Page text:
Posters on the wall
Each year as a classroom teacher I spent countless hours decorating my room, eager to create an environment that was pleasing to the eyes and the hearts of my students. While some teachers chose a different theme each year and decorated their walls accordingly, most of my wall space was occupied with motivational quotes or colorful posters that contained character buzz words like integrity or respect.
Early in my teaching career, I spent a lot of time referring to these posters as visual reminders. For example, if there was a heated argument on the playground between a few of my students, I would direct their attention to the poster and say, “I’d like for you to be that.” After all, we had spent the first two weeks of the school year discussing what each word meant. I even had each student take an oath that they would honor these values. Wasn’t that enough?
As the years progressed, I realized that the posters themselves weren’t going to make a difference. Therefore, I couldn’t just staple them on the wall and expect my students to honor them. Student behavior was not going to change as a result of a poster. Once I realized this, I made a commitment to doing two things which continue to serve as a foundation for the way I teach and parent.
#1 – I must live the principles I’m teaching.
My favorite definition for the word integrity is – the state of being whole and undivided. Put another way, your actions are directly aligned with your values. One of the biggest mistakes we make as teachers and parents is to ask our kids to think or behave in a way that we are not modeling ourselves. As you know, kids have an uncanny knack at recognizing a lack of integrity and in many cases they aren’t afraid to tell you. I can remember countless occasions when students would call me out by saying, “Why aren’t you doing that, Mr. Sissel?” In those moments, I found myself in a reactive state, often feeling as though the same rules didn’t apply to me. Regardless of the excuses I made in my mind, nothing changed the fact that I wasn’t living the principles I had asked them to live.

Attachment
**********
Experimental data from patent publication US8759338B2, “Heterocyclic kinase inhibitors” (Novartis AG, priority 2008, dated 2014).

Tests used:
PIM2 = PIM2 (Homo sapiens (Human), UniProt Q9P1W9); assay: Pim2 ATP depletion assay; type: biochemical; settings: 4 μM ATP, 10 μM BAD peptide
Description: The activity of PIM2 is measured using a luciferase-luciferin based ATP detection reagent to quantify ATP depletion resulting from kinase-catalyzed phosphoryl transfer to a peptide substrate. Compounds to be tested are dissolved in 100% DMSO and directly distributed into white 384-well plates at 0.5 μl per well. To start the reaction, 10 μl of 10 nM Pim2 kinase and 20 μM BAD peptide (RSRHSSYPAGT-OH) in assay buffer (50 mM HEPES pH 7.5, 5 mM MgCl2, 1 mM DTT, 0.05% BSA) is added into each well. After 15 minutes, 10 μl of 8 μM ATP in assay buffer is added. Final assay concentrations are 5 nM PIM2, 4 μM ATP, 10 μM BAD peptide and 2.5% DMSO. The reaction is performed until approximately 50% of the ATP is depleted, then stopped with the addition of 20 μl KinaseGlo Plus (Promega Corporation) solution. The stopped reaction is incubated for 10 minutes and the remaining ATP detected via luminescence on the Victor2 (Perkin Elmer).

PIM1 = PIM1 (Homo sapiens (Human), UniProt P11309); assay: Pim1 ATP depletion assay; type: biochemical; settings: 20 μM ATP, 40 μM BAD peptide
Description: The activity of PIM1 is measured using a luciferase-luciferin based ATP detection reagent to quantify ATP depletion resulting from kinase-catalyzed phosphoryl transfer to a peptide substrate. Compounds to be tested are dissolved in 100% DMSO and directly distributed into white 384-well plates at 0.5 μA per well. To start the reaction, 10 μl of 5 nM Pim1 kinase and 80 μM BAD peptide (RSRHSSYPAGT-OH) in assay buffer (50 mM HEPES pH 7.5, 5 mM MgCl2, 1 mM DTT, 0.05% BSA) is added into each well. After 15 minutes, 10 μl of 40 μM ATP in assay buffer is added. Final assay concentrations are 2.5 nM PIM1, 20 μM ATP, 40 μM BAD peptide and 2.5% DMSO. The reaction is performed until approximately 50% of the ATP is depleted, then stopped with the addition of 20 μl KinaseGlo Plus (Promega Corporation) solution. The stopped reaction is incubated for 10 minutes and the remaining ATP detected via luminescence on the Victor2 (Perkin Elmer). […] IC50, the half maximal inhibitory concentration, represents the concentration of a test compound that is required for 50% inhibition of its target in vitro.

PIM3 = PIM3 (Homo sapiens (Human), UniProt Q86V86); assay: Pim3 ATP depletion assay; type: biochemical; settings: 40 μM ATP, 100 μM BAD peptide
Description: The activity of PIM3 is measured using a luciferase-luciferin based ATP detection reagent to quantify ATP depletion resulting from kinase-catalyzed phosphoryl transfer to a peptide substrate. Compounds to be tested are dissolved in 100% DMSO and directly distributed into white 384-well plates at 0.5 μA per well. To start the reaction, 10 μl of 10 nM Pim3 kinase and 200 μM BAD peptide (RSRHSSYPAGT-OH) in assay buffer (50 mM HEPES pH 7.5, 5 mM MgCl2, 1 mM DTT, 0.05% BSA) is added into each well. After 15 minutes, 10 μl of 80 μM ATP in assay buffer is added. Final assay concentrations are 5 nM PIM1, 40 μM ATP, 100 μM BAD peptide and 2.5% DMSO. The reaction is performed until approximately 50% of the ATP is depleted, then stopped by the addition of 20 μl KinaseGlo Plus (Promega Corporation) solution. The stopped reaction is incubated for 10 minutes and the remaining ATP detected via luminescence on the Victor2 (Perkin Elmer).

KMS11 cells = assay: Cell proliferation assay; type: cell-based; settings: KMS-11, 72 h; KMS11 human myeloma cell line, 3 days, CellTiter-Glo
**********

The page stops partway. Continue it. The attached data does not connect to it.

There’s a great story of Gandhi that illustrates this idea beautifully.
There was a six-year old boy living in the same Indian community as Gandhi. This boy had a very strong sweet tooth. He couldn’t resist sugar. Because he was diabetic, the sugar created painful boils all over his body.
His parents took him to the doctor, who said the boy must avoid all sweets; otherwise, the ailment would not go away. The parents nagged the boy every day to stop eating sugar, but this was a challenge the boy wasn’t willing to overcome.
In desperation, the boy’s mother came to Gandhi and asked if he could please convince her boy not to eat sweets. Gandhi said, “Come back in 15 days and I’ll speak to him then.” So the mother came back after 15 days. Gandhi took her son aside and spoke to him for a few minutes. The boy went home and immediately gave up sweets.
The mother was puzzled. She asked Gandhi later, “Why did you ask us to come back after 15 days? And what miracle did you perform to get my son to quit eating sweets?”
Gandhi replied that it wasn’t a miracle. He said, “When your boy first came to me, I too had been eating sugar.” He had told the boy that he couldn’t ask him to do something he, Gandhi, wasn’t willing to do himself.
#2 – I need to teach my students (my daughters) how to live these principles.
Once I made a commitment to live in accordance with the values I was asking my students to honor, I realized that I couldn’t just tell them why they needed to, I had to teach them how. The posters I mentioned earlier continued to be a staple in my classroom, but now I dedicated more time to giving my students tools and strategies that would bring these words to life. For example, instead of just saying, “Be respectful,” I taught them how to be aware of their own thoughts and feelings and recognize how they influence our behavior.
Five years after leaving the classroom, I continue to make these two a foundation of my teachings. While I admittedly make mistakes and fall short of perfection, I remain steadfast in my commitment to live the Lenses of Leadership principles and to teach our youth how to live them as well.
Guess what? You don’t have to teach a youth leadership class to make the same commitment. If you have children, I challenge you to live what you are teaching them and to give them various tools and strategies to learn how. If you are a teacher, I challenge you to live what you are teaching your students and to spend time each day showing them how.